YouTubers Responsible for Higher Print Sales?

I think not.

So I’m sitting here reading my usual book articles, right? Well it seems the rise in print book sales is being partly attributed to YouTubers.

I can probably think of 5-10 YouTube stars who released books this year. They were all bestsellers. I think. But it’s not like these books are selling 5-10 million copies apiece. I’m quite certain they aren’t even selling one million copies. Their books are the kinds that rarely earn publishers back the advances given to the authors in the US. They more than earn it back from other markets.

Anyway, I don’t know why there has to be a very specific, concrete reason for the resurgence in print sales. I mean, did people think books were going to fall off the face of the earth? I’d attribute the rise in sales to adult coloring books and Harper Lee. I’m not saying they’re entirely responsible for the rise in sales over last year, but they played a nice part.

What do you think of the continued rise in sales of print books? (2014 also rose). And which books/authors do you think are responsible, if any?

15 thoughts on “YouTubers Responsible for Higher Print Sales?

  1. I wonder if easier world wide shipping and free delivery plays a part? Also, I feel that books are becoming more affordable, so I feel that would also influence sales…


    • Hm. More affordable? Maybe just more affordable than those outrageous Kindle prices publishers set on Kindle books. I looked recently at a 2015 bestseller. $15.10 for the hardcover on Amazon. $14.99 for the Kindle book. Like, what!? So that could definitely influence buyers. I know I’d never pay that for a file. Nope.


  2. Reasons we buy print books instead of eBooks:
    1) Easier to share the book once read… I can hand it to a friend, my kid, my kid’s friend, a neighbor, a stranger… whoever wants to read it next.
    2) If I put eBooks on my kids’ devices, they play Angry Birds instead of reading. True story.
    3) eBooks aren’t allowed in elementary and junior high classes. See reason #2.
    4) Batteries are not required.
    5) I’m old.

    I tried eBooks. For me, they went the way of “great in theory, but the practice is lacking.” When I read, it’s to escape the constant screen-in-my-face life that I lead. Reading on yet another screen kind of defeats the purpose. I think there are others out there like me who just want to get away from the screen life, and print books are one wonderful way to accomplish the necessary unplugging.


  3. I think your speculation about adult coloring books has some real merit, actually. That aside, I wonder if the overabundance of book adaptations in TV/film has caused people to read more frequently? And I feel like those sorts of casual readers would opt for print just because it’s what they’re most familiar with.


    • Ooh. Good point. Although not all the books being adapted see a resurgence in sales leading up to the movie. You wouldn’t believe the number of all three The Hunger Games books I see at the store and they just don’t sell like other popular series. Even with the most recent movie release. I think anyone who only reads casually and doesn’t happen to already have a Kindle device would likely opt for print. Mostly because reading on a phone or computer isn’t all that great or easy.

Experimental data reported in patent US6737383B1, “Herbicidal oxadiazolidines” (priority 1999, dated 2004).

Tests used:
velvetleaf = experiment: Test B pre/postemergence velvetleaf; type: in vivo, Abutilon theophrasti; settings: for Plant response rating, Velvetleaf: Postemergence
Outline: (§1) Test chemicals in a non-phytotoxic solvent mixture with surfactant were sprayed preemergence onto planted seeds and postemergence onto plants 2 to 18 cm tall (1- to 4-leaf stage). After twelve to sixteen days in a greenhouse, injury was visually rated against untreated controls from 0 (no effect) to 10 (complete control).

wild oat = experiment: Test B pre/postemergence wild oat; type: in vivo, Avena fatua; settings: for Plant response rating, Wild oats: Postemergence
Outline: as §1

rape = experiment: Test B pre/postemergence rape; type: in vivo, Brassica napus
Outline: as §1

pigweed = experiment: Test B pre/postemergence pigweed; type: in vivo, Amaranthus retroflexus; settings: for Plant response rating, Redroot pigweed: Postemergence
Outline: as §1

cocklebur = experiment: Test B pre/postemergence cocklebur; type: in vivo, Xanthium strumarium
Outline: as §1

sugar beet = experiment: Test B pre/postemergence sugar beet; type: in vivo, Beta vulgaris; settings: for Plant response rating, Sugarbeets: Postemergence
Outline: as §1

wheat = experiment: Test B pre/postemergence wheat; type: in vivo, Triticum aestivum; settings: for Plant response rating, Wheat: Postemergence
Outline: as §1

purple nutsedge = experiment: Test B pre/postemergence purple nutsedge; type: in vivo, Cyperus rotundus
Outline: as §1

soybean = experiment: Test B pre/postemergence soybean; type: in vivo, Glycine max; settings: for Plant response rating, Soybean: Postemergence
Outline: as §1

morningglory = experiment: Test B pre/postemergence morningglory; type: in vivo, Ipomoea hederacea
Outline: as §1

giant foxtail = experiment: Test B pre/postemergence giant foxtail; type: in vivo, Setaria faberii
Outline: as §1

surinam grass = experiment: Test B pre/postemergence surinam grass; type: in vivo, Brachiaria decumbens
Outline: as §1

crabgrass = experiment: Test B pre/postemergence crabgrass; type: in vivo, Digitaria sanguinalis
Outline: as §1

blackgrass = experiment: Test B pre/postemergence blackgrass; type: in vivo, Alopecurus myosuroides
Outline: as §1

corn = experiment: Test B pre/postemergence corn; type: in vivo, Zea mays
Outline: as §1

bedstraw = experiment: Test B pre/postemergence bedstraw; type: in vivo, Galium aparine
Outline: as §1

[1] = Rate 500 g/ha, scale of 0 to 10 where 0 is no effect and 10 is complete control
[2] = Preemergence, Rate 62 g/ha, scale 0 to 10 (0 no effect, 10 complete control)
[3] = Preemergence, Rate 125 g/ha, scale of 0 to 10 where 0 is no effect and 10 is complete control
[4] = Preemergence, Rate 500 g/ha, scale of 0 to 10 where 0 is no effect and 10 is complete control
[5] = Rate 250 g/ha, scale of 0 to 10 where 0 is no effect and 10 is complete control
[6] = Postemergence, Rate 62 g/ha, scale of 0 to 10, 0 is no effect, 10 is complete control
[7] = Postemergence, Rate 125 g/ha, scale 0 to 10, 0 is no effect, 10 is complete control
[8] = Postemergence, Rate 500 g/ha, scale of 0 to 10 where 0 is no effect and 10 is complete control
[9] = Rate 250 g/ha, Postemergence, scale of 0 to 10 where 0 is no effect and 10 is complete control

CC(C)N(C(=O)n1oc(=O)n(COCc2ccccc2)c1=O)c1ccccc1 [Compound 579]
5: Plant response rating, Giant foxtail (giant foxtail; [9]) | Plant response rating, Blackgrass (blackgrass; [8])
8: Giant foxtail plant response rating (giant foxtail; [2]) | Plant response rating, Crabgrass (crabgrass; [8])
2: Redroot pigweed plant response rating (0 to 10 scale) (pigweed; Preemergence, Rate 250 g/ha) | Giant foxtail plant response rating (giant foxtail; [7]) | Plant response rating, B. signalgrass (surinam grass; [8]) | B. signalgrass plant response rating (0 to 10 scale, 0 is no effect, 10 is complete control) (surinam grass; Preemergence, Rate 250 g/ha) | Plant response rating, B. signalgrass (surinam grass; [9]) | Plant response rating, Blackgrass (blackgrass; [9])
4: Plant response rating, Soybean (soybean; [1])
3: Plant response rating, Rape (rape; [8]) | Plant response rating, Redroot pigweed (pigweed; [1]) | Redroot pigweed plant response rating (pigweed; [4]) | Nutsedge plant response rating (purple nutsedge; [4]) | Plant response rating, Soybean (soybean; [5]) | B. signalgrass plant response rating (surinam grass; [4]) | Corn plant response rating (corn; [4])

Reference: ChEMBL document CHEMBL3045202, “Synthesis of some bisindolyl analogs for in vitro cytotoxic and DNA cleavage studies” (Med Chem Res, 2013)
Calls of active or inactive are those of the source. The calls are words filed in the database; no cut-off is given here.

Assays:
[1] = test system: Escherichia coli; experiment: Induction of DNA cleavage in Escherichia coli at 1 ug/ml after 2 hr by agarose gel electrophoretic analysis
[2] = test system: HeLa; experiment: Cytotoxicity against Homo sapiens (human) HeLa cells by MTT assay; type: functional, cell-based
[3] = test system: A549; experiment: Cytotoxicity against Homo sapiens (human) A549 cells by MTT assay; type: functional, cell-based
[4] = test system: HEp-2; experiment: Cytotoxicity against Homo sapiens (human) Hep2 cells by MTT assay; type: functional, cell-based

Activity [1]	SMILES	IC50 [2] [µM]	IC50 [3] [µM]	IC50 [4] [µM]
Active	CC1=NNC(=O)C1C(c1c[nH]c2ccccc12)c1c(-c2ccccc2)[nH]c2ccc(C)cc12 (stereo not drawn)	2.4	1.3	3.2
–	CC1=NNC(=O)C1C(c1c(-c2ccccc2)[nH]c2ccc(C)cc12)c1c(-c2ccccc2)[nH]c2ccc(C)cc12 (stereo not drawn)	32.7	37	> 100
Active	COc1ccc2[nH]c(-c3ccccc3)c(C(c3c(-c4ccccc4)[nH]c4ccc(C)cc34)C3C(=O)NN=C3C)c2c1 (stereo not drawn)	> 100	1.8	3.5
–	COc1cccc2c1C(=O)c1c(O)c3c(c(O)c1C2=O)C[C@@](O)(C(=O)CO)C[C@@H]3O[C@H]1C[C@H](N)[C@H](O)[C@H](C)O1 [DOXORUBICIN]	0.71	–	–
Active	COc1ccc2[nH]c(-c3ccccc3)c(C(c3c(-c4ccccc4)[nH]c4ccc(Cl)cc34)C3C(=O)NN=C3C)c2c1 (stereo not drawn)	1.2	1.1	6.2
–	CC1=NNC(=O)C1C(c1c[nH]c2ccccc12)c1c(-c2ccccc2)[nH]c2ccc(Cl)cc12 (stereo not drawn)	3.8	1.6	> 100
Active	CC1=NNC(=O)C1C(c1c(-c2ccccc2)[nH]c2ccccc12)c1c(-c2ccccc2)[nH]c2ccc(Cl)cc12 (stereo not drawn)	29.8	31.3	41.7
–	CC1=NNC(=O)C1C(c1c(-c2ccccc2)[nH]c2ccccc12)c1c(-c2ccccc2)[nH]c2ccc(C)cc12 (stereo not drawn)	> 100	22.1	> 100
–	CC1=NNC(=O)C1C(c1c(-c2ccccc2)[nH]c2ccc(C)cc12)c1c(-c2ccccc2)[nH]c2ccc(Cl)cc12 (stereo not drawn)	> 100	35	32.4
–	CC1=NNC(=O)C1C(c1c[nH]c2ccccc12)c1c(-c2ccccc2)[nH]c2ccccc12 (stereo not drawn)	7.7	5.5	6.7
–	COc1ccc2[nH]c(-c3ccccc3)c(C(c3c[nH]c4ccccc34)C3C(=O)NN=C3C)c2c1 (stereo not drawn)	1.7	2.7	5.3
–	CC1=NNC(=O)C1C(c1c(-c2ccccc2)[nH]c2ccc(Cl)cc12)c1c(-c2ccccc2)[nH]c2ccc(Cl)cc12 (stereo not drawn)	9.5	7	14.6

4. I agree about the coloring books, though it’s odd that they would lump the sale of those types of books into the statistic recording print book sales. I realize these are print books in the sense that they are a stack of bound paper, but, to me, they aren’t actually books–not, at least, books you would read, which is what I think of when I consider book sales, best-sellers lists, etc. If the statistic considered only the type of print books that were meant to be read, would the sales still be higher than usual? I wonder.


    • Well I can’t say I agree with you. I mean, they’re done by illustrators. So if they aren’t books, then what are they? There’s a specific section for them on the NYT best seller list. So obviously they also think they’re books. The difference between last year and this year is 12 million books. I don’t know how many adult coloring books were sold this year, but I doubt it was 12 million.


      • You don’t have to agree. I acknowledge that they are books since they are bound pages, like I said. I’m not belittling the work of the illustrator. Just, when I think of the word “books” and also of ranking sales of books, my mind jumps to reading, not coloring. And no, I’m sure the 12 million wasn’t ALL coloring books, but they are EVERYWHERE. I’m bet it’s a portion.


      • I know. They are. I’ve written about how they’re all over the place on here before. But man people want those things. I mean, they REALLY want them. I’m sure they’re responsible for a good amount of the 12 million. I actually hope they keep selling well into the future. Not because I have any interest on them, but because when people go into their local bookstore or log on to Amazon to buy one, maybe they’ll see another book they’d look like to read and buy it too.

        Liked by 1 person

  5. I tend to agree with your hypotheses, especially considering adult coloring books. Those were huge this year. And there were a lot of political books that were released that garnered a lot of attention and sales. As well as posthumous biographies of celebrities. Do the YouTubers contribute to print book sales? Probably. Are they solely responsible for its increase this year? Doubtful.


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